My essay will explore these questions broadly and highlight the continued ramifications of silencing genocide and their intersection with questions of historisation—namely, in the case of the Armenian Genocide (1915–23). Central to the crux of the paper is the historical representation of these “contested” genocides and how, as Trouillot puts it, “to represent the ghost” (147) authentically. By focusing on Rahul Varma’s play, State of Denial, I will argue that Varma showcases the “state of exception” (Agamben) constructed by the Turkish state to emphasize the facticity of their violence, ultimately allowing the play to bear witness to the genocide. Through studying the intersection of Hirsh’s theory of “post-memory” with the effect of genocide on the characters Odette and Sahana, I highlight the significance of the pedagogy of witness and memory in countering genocide denial. Ultimately, I argue that the play and its hybrid fictionality provide a staunch attack on genocide denial and position it within archival memory.

The Armenian Genocide

The “silent genocide” of the Armenian community—a significant minority in the Ottoman Empire—was conducted by the Turks between 1915 and 1923 and is considered the first genocide of the twentieth century. Though considered to have begun in 1915, the violence built on existing Turkish-Armenian conflicts and was inflamed under the absolute rule of Abdul-Hamid II, the last of the Ottoman Sultans, under whom began an era of violent and often deadly repression of the Armenians. Under his regime, “between 1894 and 1896, 80,000–100,000 were killed in the eastern provinces in a series of sustained massacres” (Bloxham 149) in what is now known as the Hamidian Massacres—a foreshadowing of the genocide to come. The Sultan’s overthrow by the Young Turk Revolution (1908) began a new era in the country’s history with the rise of multi-party democracy and, ironically, an extreme nationalist movement promoting Pan-Turkism or “Turkey for the Turks” (Bisbee 47).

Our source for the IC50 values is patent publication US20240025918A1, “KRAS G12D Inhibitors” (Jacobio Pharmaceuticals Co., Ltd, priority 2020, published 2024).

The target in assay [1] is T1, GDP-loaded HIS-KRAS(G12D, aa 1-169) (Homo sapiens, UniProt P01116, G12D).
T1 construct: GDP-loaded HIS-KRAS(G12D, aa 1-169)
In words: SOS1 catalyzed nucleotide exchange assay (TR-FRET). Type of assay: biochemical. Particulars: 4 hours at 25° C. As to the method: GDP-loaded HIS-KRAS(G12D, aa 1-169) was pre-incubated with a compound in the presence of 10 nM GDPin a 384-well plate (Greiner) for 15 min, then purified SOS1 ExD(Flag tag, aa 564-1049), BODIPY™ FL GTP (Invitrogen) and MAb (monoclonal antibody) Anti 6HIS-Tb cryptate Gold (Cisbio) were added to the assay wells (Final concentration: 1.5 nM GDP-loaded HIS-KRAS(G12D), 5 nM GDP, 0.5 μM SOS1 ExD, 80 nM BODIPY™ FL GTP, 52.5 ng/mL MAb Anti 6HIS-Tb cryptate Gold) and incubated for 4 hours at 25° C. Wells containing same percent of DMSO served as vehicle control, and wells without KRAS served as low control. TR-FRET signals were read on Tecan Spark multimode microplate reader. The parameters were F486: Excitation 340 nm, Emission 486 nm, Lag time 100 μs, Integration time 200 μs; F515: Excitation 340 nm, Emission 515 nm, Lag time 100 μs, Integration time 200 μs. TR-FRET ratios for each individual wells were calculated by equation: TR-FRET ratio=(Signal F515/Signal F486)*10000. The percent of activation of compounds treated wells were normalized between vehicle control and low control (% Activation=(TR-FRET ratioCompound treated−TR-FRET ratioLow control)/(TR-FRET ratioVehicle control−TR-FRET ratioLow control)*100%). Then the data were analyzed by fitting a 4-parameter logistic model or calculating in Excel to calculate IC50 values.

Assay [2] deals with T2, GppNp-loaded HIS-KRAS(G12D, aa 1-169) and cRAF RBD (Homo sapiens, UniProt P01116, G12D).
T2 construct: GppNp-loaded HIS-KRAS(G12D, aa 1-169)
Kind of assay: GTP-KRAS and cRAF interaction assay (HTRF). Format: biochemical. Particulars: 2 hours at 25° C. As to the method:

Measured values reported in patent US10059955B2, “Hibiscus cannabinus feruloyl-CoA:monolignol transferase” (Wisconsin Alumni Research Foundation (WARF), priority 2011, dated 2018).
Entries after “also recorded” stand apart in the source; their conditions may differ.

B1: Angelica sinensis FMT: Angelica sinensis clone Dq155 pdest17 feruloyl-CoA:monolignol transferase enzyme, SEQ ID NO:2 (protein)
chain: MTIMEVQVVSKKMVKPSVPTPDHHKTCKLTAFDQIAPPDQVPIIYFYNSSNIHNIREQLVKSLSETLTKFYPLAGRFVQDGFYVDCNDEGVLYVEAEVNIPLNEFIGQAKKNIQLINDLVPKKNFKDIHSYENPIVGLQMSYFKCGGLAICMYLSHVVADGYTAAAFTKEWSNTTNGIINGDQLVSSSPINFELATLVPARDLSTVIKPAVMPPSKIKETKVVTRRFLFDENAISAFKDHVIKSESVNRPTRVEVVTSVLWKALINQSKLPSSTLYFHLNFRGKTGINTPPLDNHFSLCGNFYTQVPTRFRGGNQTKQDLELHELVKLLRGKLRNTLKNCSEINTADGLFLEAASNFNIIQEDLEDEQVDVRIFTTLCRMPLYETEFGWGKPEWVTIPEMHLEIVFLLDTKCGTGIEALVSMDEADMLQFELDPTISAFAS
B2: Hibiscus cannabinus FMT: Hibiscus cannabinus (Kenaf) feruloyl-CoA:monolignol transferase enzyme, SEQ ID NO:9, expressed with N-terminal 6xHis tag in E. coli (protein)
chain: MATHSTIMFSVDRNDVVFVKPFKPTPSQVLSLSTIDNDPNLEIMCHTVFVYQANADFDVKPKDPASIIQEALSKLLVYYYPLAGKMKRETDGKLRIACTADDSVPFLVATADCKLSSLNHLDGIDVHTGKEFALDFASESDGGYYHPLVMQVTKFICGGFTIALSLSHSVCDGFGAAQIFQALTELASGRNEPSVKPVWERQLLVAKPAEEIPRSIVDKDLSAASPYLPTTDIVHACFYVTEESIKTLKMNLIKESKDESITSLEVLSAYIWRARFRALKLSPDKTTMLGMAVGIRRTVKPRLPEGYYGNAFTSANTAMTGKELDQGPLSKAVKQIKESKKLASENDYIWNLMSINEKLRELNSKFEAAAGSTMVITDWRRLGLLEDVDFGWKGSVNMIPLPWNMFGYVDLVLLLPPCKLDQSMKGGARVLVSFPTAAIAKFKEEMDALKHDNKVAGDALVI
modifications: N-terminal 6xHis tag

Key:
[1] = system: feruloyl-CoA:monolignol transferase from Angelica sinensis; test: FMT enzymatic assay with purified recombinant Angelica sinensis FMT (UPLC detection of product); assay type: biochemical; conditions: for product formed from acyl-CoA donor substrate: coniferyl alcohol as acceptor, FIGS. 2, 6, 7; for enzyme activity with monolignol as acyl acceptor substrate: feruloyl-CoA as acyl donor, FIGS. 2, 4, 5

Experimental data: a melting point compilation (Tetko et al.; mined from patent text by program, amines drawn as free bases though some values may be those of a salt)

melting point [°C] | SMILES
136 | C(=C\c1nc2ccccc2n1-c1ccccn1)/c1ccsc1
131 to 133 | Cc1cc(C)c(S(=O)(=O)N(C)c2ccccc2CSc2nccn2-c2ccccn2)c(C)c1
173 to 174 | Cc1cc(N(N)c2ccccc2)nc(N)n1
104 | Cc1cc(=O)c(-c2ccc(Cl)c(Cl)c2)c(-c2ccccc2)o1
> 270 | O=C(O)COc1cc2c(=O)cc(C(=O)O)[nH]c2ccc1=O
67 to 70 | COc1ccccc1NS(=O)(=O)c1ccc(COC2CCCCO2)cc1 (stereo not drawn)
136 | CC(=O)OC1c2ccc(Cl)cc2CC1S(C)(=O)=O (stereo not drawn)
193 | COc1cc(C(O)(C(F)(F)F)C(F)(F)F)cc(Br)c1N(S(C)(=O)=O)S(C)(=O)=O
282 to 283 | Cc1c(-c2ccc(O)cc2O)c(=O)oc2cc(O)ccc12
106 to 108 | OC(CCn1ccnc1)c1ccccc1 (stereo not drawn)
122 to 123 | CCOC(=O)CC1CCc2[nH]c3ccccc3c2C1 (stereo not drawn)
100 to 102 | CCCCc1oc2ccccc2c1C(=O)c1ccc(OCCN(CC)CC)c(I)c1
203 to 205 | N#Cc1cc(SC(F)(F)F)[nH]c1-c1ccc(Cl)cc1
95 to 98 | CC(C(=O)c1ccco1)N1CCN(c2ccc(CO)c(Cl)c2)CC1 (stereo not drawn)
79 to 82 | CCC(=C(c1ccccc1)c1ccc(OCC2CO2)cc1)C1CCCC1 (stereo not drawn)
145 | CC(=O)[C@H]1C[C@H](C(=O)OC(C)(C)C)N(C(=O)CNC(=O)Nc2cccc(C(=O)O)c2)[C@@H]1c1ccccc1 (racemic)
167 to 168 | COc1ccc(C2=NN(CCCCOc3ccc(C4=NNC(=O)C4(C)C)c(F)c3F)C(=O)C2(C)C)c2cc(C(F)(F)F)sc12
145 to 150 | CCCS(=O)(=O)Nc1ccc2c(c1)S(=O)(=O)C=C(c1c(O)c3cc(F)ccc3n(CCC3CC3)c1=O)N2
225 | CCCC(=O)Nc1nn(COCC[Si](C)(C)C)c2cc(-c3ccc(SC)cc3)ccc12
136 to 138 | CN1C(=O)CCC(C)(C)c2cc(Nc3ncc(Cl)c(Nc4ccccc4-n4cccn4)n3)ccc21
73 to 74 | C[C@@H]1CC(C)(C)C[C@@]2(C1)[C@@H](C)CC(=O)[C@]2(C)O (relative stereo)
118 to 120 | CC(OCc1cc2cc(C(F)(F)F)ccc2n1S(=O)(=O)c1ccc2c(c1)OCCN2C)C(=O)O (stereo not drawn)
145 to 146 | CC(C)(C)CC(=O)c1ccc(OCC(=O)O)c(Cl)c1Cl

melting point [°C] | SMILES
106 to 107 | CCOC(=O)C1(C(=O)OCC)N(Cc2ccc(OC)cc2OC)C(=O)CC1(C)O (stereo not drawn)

As a result, the Armenians were further removed from citizenship and identity by the policy and through the enmity of World War I. Over the following years, The Committee of Union and Progress (the Young Turks) ordered a series of systematic deportations and mass executions along with intentional starvation, causing the deaths of more than one million Armenians. Their exclusionary policies began in February 1915 by removing Armenians serving in the Ottoman army from active duty and forcing them into labor battalions. However, the official “beginning” of the genocide is considered the arrest of 250 Armenian intellectuals by Turkish officials on April 24, 1915. The event sparked a series of consecutive measures. For example, Armenian deportation from the Empire’s eastern provinces, enforcement of the Turkish government’s right to confiscate Armenian properties as a wartime necessity, forced marches, massacres and the creation of concentration camps (Butt 136–49). As a result, “at least one and a half million Ottoman Armenians lost their lives in the deportations and massacres of 1915–16 as a ‘direct result of a carefully-laid plan’” (Dyer 100). There was a disproportionate increase in violence towards women, including mass rapes, forceful conversion, the sale of Armenian women and girls by Turkish gendarmes, abduction and forced marriage. By 1918, most of the Armenians who had resided in Turkey were dead or in the diaspora, left in a state of exile.

The Semantics of Genocide